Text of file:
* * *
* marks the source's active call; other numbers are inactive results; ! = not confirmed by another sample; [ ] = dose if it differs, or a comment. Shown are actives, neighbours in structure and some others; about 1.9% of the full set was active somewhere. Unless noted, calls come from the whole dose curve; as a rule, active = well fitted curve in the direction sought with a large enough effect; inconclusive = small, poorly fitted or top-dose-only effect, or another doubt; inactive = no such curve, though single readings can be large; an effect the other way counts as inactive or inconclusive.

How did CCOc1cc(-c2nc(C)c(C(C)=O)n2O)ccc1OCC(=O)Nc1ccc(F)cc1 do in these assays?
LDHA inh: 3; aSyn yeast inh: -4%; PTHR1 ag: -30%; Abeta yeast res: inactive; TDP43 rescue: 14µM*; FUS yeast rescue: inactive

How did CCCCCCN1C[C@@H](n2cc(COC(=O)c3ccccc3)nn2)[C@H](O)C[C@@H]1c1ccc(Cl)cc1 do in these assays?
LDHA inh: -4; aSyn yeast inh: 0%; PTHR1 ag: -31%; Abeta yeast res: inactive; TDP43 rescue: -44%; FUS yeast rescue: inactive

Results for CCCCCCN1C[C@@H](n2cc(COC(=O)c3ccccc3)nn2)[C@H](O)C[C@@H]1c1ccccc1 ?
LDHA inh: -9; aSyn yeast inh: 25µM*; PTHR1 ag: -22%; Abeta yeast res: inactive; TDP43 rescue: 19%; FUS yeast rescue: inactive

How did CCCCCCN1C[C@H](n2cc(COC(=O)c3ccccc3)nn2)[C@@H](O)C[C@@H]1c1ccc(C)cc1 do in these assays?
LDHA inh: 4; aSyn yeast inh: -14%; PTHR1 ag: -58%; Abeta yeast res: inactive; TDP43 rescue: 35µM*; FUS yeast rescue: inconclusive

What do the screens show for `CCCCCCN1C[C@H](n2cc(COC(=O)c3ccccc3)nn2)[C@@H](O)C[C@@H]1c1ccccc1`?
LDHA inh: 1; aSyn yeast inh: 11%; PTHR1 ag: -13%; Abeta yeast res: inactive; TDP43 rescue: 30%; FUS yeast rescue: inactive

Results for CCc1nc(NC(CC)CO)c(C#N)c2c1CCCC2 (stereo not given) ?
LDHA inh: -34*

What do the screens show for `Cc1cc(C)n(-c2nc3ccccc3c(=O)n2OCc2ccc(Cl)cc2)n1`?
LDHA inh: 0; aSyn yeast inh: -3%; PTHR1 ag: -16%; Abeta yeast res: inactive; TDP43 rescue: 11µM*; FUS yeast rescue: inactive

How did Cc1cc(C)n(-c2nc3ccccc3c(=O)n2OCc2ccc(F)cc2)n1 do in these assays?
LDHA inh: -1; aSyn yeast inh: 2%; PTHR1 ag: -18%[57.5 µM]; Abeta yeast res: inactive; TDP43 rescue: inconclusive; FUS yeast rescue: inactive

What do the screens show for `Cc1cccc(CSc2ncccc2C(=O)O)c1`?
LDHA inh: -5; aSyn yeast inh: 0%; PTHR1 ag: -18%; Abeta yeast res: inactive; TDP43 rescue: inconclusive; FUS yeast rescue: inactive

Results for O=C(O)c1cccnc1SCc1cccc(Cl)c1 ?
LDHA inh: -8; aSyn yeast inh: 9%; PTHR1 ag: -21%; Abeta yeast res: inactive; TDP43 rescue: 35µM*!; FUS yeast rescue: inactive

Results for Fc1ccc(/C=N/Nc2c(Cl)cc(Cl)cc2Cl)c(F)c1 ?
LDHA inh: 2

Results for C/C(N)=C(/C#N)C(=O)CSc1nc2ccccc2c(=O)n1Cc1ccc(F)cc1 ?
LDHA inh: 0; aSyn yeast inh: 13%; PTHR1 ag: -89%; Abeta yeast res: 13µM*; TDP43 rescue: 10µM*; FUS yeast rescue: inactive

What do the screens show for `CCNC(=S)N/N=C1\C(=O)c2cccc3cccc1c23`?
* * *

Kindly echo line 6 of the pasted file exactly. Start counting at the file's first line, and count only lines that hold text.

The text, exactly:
Results for CCCCCCN1C[C@@H](n2cc(COC(=O)c3ccccc3)nn2)[C@H](O)C[C@@H]1c1ccccc1 ?